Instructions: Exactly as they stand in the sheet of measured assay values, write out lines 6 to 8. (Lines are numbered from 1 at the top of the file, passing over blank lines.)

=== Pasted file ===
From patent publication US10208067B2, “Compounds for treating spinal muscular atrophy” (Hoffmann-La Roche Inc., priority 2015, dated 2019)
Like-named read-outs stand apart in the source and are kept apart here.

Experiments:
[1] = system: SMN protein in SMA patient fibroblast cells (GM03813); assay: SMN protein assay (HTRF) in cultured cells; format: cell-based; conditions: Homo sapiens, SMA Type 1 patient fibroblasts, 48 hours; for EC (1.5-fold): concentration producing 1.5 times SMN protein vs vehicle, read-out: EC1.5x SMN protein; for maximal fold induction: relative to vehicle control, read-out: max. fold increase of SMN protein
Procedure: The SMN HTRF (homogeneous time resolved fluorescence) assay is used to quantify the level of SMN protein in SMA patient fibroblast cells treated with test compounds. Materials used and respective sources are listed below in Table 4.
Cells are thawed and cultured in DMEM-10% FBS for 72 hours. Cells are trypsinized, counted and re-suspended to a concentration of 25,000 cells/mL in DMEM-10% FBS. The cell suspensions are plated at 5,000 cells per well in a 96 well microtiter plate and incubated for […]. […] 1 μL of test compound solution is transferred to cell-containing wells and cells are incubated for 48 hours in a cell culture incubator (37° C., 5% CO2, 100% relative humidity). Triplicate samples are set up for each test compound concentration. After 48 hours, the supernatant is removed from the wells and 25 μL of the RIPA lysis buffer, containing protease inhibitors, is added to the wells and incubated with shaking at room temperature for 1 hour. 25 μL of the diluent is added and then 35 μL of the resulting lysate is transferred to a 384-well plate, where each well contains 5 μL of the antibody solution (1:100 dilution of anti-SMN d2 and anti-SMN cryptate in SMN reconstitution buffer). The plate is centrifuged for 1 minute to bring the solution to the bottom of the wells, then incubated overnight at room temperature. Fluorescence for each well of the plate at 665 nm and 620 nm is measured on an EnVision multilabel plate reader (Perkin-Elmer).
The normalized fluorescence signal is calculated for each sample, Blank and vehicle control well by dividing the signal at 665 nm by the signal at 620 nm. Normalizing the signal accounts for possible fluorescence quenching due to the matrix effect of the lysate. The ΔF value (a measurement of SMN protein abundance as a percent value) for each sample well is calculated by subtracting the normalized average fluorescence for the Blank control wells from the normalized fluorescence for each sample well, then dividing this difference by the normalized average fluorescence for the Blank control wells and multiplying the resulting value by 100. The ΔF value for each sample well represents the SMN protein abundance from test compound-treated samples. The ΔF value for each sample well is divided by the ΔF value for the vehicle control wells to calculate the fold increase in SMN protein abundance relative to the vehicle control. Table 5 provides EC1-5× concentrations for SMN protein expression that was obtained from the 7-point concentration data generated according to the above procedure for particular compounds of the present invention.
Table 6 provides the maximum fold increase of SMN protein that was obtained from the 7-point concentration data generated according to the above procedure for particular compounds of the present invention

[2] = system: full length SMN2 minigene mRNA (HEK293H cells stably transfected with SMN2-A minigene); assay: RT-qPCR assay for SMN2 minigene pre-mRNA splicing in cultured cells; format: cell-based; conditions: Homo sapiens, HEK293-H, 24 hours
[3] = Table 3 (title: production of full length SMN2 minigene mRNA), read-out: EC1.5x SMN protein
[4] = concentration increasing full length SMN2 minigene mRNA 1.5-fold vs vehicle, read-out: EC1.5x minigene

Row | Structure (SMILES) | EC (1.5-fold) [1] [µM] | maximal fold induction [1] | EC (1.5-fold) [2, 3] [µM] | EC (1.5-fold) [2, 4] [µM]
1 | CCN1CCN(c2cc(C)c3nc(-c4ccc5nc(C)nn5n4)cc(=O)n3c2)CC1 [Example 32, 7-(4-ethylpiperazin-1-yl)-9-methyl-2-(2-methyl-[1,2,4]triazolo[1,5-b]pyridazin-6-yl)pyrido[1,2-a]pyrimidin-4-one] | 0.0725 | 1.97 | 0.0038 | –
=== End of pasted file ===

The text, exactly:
Cells are thawed and cultured in DMEM-10% FBS for 72 hours. Cells are trypsinized, counted and re-suspended to a concentration of 25,000 cells/mL in DMEM-10% FBS. The cell suspensions are plated at 5,000 cells per well in a 96 well microtiter plate and incubated for […]. […] 1 μL of test compound solution is transferred to cell-containing wells and cells are incubated for 48 hours in a cell culture incubator (37° C., 5% CO2, 100% relative humidity). Triplicate samples are set up for each test compound concentration. After 48 hours, the supernatant is removed from the wells and 25 μL of the RIPA lysis buffer, containing protease inhibitors, is added to the wells and incubated with shaking at room temperature for 1 hour. 25 μL of the diluent is added and then 35 μL of the resulting lysate is transferred to a 384-well plate, where each well contains 5 μL of the antibody solution (1:100 dilution of anti-SMN d2 and anti-SMN cryptate in SMN reconstitution buffer). The plate is centrifuged for 1 minute to bring the solution to the bottom of the wells, then incubated overnight at room temperature. Fluorescence for each well of the plate at 665 nm and 620 nm is measured on an EnVision multilabel plate reader (Perkin-Elmer).
The normalized fluorescence signal is calculated for each sample, Blank and vehicle control well by dividing the signal at 665 nm by the signal at 620 nm. Normalizing the signal accounts for possible fluorescence quenching due to the matrix effect of the lysate. The ΔF value (a measurement of SMN protein abundance as a percent value) for each sample well is calculated by subtracting the normalized average fluorescence for the Blank control wells from the normalized fluorescence for each sample well, then dividing this difference by the normalized average fluorescence for the Blank control wells and multiplying the resulting value by 100. The ΔF value for each sample well represents the SMN protein abundance from test compound-treated samples. The ΔF value for each sample well is divided by the ΔF value for the vehicle control wells to calculate the fold increase in SMN protein abundance relative to the vehicle control. Table 5 provides EC1-5× concentrations for SMN protein expression that was obtained from the 7-point concentration data generated according to the above procedure for particular compounds of the present invention.
Table 6 provides the maximum fold increase of SMN protein that was obtained from the 7-point concentration data generated according to the above procedure for particular compounds of the present invention